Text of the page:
Scientists gather in Iceland to talk about worms

Earthworms are some of the world’s most useful creatures. But, little is known about them. In Iceland, about 50 scientists recently gathered…

Earthworms are some of the world’s most useful creatures. But, little is known about them.

In Iceland, about 50 scientists recently gathered to discuss the 12 species of earthworms found on this northern island.

The specialists, who met in Akureyri in the north of the country, came from several Nordic and Baltic countries.

They were actually discussing more species than just earthworms, because, as biologist Bjarni E. Gudleifsson told a reporter at the Icelandic newspaper Fréttabladid, it’s not unlikely species of tiny beings exist in Iceland that do not exist in other places.

Though this is likely true of the whole Arctic, this is especially true for Iceland, due to the island’s isolation from the rest of the world, as well as the fact it is volcanic ground.

Fewer animals exist in Iceland than in other circumpolar countries.

“For example, here we only have 11 types of earthworms, whereas in other Nordic countries, we have several dozens; spiders are fewer than 100, and most of them are very small,” said Gudleifsson.

In particular, the scientists discussed their findings of the effects of tillage and other human enterprises, including grass fire, power plants, radiation and pollution.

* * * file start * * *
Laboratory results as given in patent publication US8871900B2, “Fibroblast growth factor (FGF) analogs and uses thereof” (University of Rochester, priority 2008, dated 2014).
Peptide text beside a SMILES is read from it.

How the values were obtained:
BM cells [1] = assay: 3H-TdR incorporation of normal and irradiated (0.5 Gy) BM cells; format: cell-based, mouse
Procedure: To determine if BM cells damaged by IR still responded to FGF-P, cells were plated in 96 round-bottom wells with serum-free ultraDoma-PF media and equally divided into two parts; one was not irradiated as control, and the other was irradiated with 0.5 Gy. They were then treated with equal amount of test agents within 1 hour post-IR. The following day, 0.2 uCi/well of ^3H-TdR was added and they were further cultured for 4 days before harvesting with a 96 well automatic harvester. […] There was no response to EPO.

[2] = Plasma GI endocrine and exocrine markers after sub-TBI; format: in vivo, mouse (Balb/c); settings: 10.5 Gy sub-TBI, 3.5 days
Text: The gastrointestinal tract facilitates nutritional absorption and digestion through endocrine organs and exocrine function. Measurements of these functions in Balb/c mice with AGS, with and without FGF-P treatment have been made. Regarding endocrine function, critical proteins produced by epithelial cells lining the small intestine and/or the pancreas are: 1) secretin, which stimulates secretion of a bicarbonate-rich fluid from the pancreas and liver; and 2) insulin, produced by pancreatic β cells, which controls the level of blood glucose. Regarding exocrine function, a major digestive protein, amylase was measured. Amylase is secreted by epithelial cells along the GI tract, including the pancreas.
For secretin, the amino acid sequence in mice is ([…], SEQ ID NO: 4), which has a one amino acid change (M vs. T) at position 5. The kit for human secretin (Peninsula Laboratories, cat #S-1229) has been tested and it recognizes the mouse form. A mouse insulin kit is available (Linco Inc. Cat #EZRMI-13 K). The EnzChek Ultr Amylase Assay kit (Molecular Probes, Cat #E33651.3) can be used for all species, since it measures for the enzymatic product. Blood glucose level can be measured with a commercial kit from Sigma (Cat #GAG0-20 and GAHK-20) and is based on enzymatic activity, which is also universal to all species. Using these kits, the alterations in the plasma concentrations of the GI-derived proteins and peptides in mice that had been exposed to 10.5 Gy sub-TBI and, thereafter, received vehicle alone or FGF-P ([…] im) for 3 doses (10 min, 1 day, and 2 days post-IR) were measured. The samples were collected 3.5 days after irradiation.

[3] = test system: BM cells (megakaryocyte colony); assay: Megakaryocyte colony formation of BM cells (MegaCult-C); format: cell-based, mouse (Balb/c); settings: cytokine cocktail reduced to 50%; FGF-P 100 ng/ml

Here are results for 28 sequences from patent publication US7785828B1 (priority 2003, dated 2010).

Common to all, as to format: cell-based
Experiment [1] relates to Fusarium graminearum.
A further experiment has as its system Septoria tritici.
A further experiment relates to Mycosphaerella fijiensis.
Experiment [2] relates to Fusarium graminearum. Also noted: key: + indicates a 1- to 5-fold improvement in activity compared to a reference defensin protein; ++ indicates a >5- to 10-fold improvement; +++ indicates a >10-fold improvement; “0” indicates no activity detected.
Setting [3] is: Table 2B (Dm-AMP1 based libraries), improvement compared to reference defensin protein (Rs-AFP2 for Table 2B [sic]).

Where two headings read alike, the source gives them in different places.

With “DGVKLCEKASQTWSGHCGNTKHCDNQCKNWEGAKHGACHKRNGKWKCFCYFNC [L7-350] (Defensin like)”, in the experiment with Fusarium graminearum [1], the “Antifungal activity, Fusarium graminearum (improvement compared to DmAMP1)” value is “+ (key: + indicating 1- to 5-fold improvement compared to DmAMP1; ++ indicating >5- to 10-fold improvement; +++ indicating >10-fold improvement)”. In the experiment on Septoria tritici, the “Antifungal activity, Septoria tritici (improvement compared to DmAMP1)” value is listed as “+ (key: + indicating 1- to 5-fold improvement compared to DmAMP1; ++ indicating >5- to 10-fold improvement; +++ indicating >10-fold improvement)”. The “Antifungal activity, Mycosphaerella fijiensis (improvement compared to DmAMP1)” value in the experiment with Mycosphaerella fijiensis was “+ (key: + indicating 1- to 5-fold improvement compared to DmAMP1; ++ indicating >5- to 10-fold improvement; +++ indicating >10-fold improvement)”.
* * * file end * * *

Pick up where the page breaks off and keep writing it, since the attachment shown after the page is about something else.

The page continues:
“Most insects live in the topmost five centimetres of the earth, which is why much can effect them,” said Gudleifsson.

“In my studies of field cultivation, I have discovered that this practice lessens the number of insects in the dirt, but at the same time has the effect within some species that their numbers go drastically up.”

Earthworms are rather interesting beings.

Though only 11 are found in Iceland, more than 3,000 have been discovered worldwide, according to biologist Hólmfrídur Sigurdardóttir.

They are hermaphroditic, which means they are both male and female at the same time – which undeniably can come in handy.

When they mate, they only exchange sperm, so hopefully both worms go away pregnant after their meeting, which can last up to four hours.

At the bottom of their front end, there is a toothless mouth covered by a soft piece of skin. On that lobe, most of the worm’s sensory organs are located, as well as in its mouth and throat.

Their nervous system is very primitive, so it’s unlikely that they experience pain like anglers do, according to Sigurdardóttir, who says they only live three years, at the most.

They are extremely important to the life cycle, particularly in the North where fewer beetles and insects exist, because they eat their way through the earth, creating air holes that allow water to filtre through the dirt.

They also mix the material in the dirt by eating rotting leaves on top of the ground and moving them further down into the ground.

When it rains, the earthworms come to the surface, not because they’re drowning, but in search of a new place to live, a spouse or simple adventures, said Sigurdardóttir.

Many people the world over know the tale that if you cut an earthworm in half, both parts will live.

But this is only partly true.

Sigurdardóttir said that the main rule is that if the front end is sufficiently long, it can grow a new hind part.

But the hind part itself will not live for long after its mouth and sensory organs are severed.

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